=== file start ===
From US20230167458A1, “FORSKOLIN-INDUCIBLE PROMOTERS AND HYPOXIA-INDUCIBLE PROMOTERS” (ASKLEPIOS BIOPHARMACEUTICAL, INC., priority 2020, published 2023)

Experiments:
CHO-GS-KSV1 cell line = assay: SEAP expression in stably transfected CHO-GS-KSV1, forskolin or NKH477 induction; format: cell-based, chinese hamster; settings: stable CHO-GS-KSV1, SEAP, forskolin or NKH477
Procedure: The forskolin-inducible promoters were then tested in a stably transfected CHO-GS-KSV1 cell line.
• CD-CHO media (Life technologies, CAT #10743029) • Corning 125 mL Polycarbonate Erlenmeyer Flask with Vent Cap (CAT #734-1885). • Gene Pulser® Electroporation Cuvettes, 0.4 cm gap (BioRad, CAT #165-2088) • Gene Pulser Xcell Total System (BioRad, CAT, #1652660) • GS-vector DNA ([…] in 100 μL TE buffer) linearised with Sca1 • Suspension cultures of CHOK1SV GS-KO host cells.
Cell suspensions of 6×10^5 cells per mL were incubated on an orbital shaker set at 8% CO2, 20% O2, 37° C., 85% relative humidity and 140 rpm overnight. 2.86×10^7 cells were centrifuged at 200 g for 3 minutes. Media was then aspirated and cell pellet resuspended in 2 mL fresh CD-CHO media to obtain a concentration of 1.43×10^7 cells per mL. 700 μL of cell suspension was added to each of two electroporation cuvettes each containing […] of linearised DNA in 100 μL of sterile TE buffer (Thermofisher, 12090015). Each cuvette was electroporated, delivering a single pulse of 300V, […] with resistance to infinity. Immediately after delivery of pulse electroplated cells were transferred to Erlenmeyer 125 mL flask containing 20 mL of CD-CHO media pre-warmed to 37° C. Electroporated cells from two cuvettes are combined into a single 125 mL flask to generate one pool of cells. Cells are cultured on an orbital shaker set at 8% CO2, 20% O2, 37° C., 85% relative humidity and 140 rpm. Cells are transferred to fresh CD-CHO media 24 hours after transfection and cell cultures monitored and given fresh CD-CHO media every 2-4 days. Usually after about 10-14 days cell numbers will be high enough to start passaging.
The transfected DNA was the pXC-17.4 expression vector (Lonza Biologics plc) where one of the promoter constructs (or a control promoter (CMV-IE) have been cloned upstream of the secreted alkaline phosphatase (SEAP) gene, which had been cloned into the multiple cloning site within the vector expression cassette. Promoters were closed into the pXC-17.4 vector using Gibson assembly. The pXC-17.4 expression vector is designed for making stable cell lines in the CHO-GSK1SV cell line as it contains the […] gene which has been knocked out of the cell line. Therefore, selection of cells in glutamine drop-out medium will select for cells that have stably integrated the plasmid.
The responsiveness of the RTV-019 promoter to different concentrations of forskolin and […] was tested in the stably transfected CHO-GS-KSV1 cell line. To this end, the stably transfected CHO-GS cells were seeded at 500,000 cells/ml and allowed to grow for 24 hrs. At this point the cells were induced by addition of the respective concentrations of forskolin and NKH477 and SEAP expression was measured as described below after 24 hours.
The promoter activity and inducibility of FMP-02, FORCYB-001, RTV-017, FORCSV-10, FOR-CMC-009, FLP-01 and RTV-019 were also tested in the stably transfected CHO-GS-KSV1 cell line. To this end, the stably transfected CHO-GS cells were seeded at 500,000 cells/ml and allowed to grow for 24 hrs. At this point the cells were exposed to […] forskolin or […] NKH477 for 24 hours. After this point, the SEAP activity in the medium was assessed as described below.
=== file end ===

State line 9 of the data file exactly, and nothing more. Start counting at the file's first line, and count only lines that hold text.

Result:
The promoter activity and inducibility of FMP-02, FORCYB-001, RTV-017, FORCSV-10, FOR-CMC-009, FLP-01 and RTV-019 were also tested in the stably transfected CHO-GS-KSV1 cell line. To this end, the stably transfected CHO-GS cells were seeded at 500,000 cells/ml and allowed to grow for 24 hrs. At this point the cells were exposed to […] forskolin or […] NKH477 for 24 hours. After this point, the SEAP activity in the medium was assessed as described below.